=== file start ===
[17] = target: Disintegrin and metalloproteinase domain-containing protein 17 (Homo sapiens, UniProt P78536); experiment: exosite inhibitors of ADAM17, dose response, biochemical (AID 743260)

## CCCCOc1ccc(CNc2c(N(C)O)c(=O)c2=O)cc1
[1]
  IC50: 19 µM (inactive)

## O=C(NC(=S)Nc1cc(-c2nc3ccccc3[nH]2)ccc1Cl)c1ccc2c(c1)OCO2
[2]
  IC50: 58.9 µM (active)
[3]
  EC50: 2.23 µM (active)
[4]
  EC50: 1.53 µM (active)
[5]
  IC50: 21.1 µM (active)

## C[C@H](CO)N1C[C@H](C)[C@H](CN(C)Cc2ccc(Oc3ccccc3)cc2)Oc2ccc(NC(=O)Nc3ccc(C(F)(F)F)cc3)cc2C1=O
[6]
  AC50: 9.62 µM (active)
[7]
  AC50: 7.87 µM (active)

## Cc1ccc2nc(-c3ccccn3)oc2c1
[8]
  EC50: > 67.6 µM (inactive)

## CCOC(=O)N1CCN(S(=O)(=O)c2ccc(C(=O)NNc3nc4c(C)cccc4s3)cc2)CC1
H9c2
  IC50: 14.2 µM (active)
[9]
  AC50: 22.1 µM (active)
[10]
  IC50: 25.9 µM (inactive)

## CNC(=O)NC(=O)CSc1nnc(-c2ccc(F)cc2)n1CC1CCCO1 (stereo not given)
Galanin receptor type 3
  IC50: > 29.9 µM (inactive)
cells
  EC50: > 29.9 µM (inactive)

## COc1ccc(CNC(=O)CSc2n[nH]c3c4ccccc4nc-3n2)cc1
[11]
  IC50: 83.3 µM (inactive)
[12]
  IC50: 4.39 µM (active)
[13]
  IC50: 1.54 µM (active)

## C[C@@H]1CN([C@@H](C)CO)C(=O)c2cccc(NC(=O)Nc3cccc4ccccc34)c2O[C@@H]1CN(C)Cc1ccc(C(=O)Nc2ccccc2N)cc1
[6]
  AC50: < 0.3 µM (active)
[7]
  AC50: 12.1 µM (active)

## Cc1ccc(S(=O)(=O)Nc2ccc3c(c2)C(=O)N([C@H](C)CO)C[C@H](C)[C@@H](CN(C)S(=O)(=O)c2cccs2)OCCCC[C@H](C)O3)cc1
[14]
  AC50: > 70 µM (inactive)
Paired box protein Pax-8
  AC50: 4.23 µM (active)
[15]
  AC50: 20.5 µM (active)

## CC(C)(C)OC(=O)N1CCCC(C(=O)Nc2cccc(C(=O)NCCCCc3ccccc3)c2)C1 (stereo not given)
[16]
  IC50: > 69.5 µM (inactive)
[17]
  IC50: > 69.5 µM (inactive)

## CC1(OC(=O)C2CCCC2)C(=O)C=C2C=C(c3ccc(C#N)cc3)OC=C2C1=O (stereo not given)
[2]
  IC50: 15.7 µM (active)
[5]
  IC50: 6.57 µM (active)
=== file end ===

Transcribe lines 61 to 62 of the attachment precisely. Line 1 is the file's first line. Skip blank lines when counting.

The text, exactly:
[5]
  IC50: 6.57 µM (active)